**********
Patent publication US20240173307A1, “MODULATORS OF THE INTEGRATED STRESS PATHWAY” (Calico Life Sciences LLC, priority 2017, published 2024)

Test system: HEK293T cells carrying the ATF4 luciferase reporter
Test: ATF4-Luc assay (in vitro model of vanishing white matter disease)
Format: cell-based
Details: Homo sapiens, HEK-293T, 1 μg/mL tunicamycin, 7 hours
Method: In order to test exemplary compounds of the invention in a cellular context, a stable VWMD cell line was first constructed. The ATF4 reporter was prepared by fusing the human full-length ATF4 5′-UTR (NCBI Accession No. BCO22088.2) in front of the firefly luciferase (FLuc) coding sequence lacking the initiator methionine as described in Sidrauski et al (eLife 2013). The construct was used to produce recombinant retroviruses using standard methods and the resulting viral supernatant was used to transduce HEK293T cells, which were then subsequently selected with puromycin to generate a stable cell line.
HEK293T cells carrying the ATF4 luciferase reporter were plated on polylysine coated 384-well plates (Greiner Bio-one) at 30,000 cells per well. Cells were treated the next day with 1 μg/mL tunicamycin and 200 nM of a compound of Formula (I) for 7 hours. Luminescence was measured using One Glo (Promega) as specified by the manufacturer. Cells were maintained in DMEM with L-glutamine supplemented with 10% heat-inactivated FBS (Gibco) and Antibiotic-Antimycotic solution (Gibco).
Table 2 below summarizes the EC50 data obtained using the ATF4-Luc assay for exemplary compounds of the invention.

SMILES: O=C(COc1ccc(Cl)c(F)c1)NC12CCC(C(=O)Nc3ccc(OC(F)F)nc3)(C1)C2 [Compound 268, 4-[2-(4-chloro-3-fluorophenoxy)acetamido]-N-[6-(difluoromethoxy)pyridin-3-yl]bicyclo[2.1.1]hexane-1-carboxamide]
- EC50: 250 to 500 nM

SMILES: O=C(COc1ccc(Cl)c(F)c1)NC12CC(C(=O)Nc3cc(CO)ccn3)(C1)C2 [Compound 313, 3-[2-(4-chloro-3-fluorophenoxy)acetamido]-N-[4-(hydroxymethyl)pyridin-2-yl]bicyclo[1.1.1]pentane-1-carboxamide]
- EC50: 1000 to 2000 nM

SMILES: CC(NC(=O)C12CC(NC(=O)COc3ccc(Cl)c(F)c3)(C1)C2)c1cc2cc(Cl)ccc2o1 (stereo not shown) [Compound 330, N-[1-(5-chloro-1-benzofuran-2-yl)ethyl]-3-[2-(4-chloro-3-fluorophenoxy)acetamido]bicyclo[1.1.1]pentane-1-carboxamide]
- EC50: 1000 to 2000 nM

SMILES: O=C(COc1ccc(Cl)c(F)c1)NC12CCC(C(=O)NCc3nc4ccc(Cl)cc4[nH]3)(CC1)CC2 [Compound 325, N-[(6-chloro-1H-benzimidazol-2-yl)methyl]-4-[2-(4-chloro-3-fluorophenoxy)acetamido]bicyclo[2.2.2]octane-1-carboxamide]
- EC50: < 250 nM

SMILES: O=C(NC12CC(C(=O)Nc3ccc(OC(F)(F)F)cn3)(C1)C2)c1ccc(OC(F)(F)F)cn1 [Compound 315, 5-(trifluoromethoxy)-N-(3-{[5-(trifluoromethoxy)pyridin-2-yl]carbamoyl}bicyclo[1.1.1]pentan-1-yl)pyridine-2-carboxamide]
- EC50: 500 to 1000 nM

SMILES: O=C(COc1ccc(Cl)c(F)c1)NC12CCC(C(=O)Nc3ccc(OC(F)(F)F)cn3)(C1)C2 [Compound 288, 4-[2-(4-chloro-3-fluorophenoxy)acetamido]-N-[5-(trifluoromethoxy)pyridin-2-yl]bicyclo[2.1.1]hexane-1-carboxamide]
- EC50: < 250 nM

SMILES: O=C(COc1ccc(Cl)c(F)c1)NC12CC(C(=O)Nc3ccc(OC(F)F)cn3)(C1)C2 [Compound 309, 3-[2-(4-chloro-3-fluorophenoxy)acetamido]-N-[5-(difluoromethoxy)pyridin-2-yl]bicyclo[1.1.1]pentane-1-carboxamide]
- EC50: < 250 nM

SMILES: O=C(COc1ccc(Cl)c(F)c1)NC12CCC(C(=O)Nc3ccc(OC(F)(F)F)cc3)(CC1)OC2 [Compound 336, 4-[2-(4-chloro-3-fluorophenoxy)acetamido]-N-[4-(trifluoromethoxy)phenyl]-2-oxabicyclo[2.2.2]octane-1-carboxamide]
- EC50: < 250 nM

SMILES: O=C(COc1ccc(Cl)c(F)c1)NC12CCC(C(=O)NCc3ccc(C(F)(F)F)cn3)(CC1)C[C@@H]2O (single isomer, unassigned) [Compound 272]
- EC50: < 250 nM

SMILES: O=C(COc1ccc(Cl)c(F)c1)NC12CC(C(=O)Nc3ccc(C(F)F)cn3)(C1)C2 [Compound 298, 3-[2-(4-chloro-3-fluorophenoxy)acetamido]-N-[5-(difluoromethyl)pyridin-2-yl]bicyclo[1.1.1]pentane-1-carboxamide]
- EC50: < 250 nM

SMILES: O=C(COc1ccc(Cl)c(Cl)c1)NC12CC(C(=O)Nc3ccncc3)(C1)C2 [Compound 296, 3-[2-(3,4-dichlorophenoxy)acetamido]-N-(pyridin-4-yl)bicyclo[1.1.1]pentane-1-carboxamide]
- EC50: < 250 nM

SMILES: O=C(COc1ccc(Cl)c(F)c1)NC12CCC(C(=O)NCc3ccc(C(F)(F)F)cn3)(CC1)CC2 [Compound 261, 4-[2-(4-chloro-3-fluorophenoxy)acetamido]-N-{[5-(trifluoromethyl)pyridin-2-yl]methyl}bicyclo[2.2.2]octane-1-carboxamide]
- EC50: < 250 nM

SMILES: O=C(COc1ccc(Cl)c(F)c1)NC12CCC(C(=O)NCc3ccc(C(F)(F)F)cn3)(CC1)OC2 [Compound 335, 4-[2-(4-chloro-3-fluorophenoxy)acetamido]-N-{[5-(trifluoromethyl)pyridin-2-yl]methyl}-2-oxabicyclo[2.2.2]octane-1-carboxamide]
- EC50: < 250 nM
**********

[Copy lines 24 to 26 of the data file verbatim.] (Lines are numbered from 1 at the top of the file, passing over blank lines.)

- EC50: < 250 nM

SMILES: O=C(COc1ccc(Cl)c(F)c1)NC12CCC(C(=O)NCc3ccc(C(F)(F)F)cn3)(CC1)C[C@@H]2O (single isomer, unassigned) [Compound 272]
- EC50: < 250 nM